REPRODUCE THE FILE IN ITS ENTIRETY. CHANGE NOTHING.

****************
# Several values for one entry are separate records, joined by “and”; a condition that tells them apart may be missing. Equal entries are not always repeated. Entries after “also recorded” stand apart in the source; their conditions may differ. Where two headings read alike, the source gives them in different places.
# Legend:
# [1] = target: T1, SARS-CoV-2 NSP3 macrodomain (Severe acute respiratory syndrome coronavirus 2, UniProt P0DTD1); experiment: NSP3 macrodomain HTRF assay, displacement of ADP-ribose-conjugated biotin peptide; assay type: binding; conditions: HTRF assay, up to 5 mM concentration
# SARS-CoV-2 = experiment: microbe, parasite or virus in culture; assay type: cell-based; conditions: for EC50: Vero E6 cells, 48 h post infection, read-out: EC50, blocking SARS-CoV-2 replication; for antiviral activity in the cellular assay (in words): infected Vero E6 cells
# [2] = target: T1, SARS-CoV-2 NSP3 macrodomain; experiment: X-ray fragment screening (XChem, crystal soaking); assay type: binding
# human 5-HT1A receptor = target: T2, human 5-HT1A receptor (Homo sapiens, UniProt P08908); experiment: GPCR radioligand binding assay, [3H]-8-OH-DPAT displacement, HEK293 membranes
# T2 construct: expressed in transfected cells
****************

# Several values for one entry are separate records, joined by “and”; a condition that tells them apart may be missing. Equal entries are not always repeated. Entries after “also recorded” stand apart in the source; their conditions may differ. Where two headings read alike, the source gives them in different places.
# Legend:
# [1] = target: T1, SARS-CoV-2 NSP3 macrodomain (Severe acute respiratory syndrome coronavirus 2, UniProt P0DTD1); experiment: NSP3 macrodomain HTRF assay, displacement of ADP-ribose-conjugated biotin peptide; assay type: binding; conditions: HTRF assay, up to 5 mM concentration
# SARS-CoV-2 = experiment: microbe, parasite or virus in culture; assay type: cell-based; conditions: for EC50: Vero E6 cells, 48 h post infection, read-out: EC50, blocking SARS-CoV-2 replication; for antiviral activity in the cellular assay (in words): infected Vero E6 cells
# [2] = target: T1, SARS-CoV-2 NSP3 macrodomain; experiment: X-ray fragment screening (XChem, crystal soaking); assay type: binding
# human 5-HT1A receptor = target: T2, human 5-HT1A receptor (Homo sapiens, UniProt P08908); experiment: GPCR radioligand binding assay, [3H]-8-OH-DPAT displacement, HEK293 membranes
# T2 construct: expressed in transfected cells